Well… just pick one…



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What is Motivation, Why is it Important and How to Spot it

What is Motivation, Why is it Important and How to Spot it



As we mentioned in our Performance Coaching article, performing good at anything you do is essentially determined by three things:

Your Knowledge and Abilities, Having available all the needed Resources and Tools to properly execute the task, and your Personal Motivation to do it.

Basically the motivation, being the third element of performance equation, is “the glue” that makes the previous two meaningful. It gives color to otherwise grey world of business.





Motivation about doing a task is the DirectionIntensity and Duration of behaviour towards that task.



  • The Direction of behaviour is shown by choices you make. For example, between two activities.
  • Intensity of Behaviour  – if you put in a lot of physical effort to do a task, it’s an indication that you’re very motivated about it.
  • The Duration of a behaviour is also indicative of motivation. The longer a person spends on an activity or the more they persist in the face of obstacles indicates higher motivation for this activity.


From Leadership Perspective:


  • The Direction of behaviour

So, imagine that you have an employee, who needs to create a presentation for a meeting, It’s not his usual job and normally he or she does not do such things. This time though, circumstances demand it. The same employee has other tasks to do too. Time table is similar.

Now you can clearly understand that employee’s motivation about the presentation by the choices he makes about it. Is it his “first thing in the morning” or does he push it “for later” multiple times?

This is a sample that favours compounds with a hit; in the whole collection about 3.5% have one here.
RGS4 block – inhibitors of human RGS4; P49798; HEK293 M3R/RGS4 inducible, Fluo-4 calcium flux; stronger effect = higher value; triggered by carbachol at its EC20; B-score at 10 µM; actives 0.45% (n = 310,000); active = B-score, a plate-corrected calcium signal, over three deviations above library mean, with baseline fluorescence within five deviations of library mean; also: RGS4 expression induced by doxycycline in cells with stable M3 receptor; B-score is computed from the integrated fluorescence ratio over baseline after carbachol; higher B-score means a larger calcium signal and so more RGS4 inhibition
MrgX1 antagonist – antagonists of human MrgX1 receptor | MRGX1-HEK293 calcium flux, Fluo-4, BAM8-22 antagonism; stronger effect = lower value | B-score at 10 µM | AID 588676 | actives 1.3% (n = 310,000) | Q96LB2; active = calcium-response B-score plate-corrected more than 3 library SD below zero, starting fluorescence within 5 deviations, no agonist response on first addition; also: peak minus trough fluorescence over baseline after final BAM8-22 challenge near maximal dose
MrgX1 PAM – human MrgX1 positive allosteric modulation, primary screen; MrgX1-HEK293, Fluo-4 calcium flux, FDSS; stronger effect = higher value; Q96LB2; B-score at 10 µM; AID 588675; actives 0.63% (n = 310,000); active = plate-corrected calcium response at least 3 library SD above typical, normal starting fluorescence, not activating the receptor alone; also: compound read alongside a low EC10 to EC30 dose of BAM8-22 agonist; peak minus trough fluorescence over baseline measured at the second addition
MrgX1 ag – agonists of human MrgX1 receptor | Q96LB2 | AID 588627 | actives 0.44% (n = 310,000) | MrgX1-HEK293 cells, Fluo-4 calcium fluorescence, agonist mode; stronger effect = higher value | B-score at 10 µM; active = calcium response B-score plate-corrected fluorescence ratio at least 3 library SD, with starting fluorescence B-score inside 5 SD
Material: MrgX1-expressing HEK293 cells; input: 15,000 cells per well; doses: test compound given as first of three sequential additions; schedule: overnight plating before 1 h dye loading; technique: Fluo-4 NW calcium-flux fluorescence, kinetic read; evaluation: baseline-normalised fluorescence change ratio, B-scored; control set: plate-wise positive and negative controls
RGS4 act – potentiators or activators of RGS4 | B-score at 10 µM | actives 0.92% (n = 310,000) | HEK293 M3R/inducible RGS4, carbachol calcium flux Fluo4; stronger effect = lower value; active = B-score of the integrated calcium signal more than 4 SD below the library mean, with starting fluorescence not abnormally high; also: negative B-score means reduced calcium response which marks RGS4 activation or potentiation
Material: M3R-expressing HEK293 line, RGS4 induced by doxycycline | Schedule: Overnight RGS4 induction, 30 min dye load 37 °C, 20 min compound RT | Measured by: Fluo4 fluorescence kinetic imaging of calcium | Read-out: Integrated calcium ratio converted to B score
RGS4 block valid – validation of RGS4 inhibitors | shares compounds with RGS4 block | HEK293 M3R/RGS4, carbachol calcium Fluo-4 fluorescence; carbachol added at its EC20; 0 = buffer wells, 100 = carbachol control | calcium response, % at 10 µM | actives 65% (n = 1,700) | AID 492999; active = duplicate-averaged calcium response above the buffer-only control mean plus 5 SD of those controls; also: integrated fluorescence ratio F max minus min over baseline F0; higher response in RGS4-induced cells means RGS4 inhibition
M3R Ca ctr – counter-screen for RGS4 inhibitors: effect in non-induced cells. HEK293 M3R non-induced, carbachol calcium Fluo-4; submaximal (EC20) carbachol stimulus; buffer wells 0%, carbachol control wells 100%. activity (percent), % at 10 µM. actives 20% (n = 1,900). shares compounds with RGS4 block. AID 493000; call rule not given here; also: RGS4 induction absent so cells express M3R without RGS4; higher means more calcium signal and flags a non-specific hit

Right now we will not look at reasons, but instead just want to show you that motivation could transfer towards different tasks depending on circumstances. In our case, it doesn’t mean the employee is not motivated to do the presentation at all, (after all, you discussed  if he is OK with the task in advance, and you explained why he is the right person for the job, right?) it just means that his motivation to do his other tasks is stronger in the current circumstances.


  • Intensity of Behaviour

A strong opposition for doing  specific task is great indicator of poor motivation towards it. If an employee shows signs of disagreement towards a task, you, as his leader, should most definitely pay attention. It can be in form of verbal commentary, but it could be indirect indication as well.

Never forget that people are different. Not everybody is feeling comfortable with direct confrontation. Especially if (which is kind of common characteristic of IT folks) he or she is an introvert. 

A great way to loose a valuable employee is by making him or her execute tasks that he or she believes is not for him. Shortly, this will lead to more serious  lack of motivation and therefore dissatisfaction with the work. In such case this employee is not in his place, OR your expectations are not meeting the initial arrangements. All of your employees HAVE to be aware of expectations towards them and to be OK with those in advance! It is impossible to stress enough the importance of tasking the right people for the right tasks AND explaining why they are right!